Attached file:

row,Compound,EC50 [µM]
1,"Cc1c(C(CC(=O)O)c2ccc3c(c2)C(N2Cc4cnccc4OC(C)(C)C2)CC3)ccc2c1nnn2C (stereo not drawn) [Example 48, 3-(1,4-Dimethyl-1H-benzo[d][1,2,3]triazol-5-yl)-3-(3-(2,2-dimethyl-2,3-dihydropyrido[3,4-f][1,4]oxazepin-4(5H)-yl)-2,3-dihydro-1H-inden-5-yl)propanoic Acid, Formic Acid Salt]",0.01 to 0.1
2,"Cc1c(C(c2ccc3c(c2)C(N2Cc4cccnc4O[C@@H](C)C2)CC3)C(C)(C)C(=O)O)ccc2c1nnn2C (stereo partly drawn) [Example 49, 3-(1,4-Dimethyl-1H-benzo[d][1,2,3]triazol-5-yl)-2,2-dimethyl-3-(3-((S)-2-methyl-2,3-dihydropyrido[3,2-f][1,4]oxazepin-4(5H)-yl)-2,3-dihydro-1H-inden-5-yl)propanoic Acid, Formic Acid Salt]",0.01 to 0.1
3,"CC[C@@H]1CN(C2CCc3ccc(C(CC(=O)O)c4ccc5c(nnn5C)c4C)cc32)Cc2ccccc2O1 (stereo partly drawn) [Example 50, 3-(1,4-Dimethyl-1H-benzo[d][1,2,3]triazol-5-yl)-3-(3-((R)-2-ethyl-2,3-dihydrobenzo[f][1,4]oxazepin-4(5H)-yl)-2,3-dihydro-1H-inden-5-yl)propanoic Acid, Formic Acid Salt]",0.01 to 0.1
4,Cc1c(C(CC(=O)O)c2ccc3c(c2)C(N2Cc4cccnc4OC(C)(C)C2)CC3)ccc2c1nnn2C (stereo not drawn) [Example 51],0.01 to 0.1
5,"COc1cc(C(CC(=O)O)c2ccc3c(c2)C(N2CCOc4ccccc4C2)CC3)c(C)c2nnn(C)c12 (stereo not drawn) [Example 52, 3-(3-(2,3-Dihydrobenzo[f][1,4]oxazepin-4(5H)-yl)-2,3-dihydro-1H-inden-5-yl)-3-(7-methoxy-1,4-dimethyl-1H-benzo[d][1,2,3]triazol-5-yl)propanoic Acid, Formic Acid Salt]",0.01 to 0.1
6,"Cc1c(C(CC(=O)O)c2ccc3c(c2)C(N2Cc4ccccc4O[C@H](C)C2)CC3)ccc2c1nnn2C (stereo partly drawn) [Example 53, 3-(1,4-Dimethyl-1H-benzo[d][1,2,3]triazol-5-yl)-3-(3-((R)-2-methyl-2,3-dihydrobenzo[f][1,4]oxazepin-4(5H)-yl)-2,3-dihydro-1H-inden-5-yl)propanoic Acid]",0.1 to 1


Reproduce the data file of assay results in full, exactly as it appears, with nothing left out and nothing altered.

row,Compound,EC50 [µM]
1,"Cc1c(C(CC(=O)O)c2ccc3c(c2)C(N2Cc4cnccc4OC(C)(C)C2)CC3)ccc2c1nnn2C (stereo not drawn) [Example 48, 3-(1,4-Dimethyl-1H-benzo[d][1,2,3]triazol-5-yl)-3-(3-(2,2-dimethyl-2,3-dihydropyrido[3,4-f][1,4]oxazepin-4(5H)-yl)-2,3-dihydro-1H-inden-5-yl)propanoic Acid, Formic Acid Salt]",0.01 to 0.1
2,"Cc1c(C(c2ccc3c(c2)C(N2Cc4cccnc4O[C@@H](C)C2)CC3)C(C)(C)C(=O)O)ccc2c1nnn2C (stereo partly drawn) [Example 49, 3-(1,4-Dimethyl-1H-benzo[d][1,2,3]triazol-5-yl)-2,2-dimethyl-3-(3-((S)-2-methyl-2,3-dihydropyrido[3,2-f][1,4]oxazepin-4(5H)-yl)-2,3-dihydro-1H-inden-5-yl)propanoic Acid, Formic Acid Salt]",0.01 to 0.1
3,"CC[C@@H]1CN(C2CCc3ccc(C(CC(=O)O)c4ccc5c(nnn5C)c4C)cc32)Cc2ccccc2O1 (stereo partly drawn) [Example 50, 3-(1,4-Dimethyl-1H-benzo[d][1,2,3]triazol-5-yl)-3-(3-((R)-2-ethyl-2,3-dihydrobenzo[f][1,4]oxazepin-4(5H)-yl)-2,3-dihydro-1H-inden-5-yl)propanoic Acid, Formic Acid Salt]",0.01 to 0.1
4,Cc1c(C(CC(=O)O)c2ccc3c(c2)C(N2Cc4cccnc4OC(C)(C)C2)CC3)ccc2c1nnn2C (stereo not drawn) [Example 51],0.01 to 0.1
5,"COc1cc(C(CC(=O)O)c2ccc3c(c2)C(N2CCOc4ccccc4C2)CC3)c(C)c2nnn(C)c12 (stereo not drawn) [Example 52, 3-(3-(2,3-Dihydrobenzo[f][1,4]oxazepin-4(5H)-yl)-2,3-dihydro-1H-inden-5-yl)-3-(7-methoxy-1,4-dimethyl-1H-benzo[d][1,2,3]triazol-5-yl)propanoic Acid, Formic Acid Salt]",0.01 to 0.1
6,"Cc1c(C(CC(=O)O)c2ccc3c(c2)C(N2Cc4ccccc4O[C@H](C)C2)CC3)ccc2c1nnn2C (stereo partly drawn) [Example 53, 3-(1,4-Dimethyl-1H-benzo[d][1,2,3]triazol-5-yl)-3-(3-((R)-2-methyl-2,3-dihydrobenzo[f][1,4]oxazepin-4(5H)-yl)-2,3-dihydro-1H-inden-5-yl)propanoic Acid]",0.1 to 1